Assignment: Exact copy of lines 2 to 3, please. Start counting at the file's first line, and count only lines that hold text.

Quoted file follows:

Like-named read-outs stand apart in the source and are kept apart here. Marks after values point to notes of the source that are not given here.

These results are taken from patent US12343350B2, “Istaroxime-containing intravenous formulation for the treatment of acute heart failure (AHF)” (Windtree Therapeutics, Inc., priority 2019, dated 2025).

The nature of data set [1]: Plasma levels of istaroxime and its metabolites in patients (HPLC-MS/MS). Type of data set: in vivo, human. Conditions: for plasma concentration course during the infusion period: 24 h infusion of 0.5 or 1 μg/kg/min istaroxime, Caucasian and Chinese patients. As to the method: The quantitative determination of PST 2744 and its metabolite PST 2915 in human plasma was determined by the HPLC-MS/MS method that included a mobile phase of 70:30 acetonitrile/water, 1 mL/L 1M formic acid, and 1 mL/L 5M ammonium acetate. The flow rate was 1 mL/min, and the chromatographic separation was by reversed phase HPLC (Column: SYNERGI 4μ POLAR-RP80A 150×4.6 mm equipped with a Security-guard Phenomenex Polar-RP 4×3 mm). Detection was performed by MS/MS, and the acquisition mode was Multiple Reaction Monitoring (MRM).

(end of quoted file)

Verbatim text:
These results are taken from patent US12343350B2, “Istaroxime-containing intravenous formulation for the treatment of acute heart failure (AHF)” (Windtree Therapeutics, Inc., priority 2019, dated 2025).

The nature of data set [1]: Plasma levels of istaroxime and its metabolites in patients (HPLC-MS/MS). Type of data set: in vivo, human. Conditions: for plasma concentration course during the infusion period: 24 h infusion of 0.5 or 1 μg/kg/min istaroxime, Caucasian and Chinese patients. As to the method: The quantitative determination of PST 2744 and its metabolite PST 2915 in human plasma was determined by the HPLC-MS/MS method that included a mobile phase of 70:30 acetonitrile/water, 1 mL/L 1M formic acid, and 1 mL/L 5M ammonium acetate. The flow rate was 1 mL/min, and the chromatographic separation was by reversed phase HPLC (Column: SYNERGI 4μ POLAR-RP80A 150×4.6 mm equipped with a Security-guard Phenomenex Polar-RP 4×3 mm). Detection was performed by MS/MS, and the acquisition mode was Multiple Reaction Monitoring (MRM).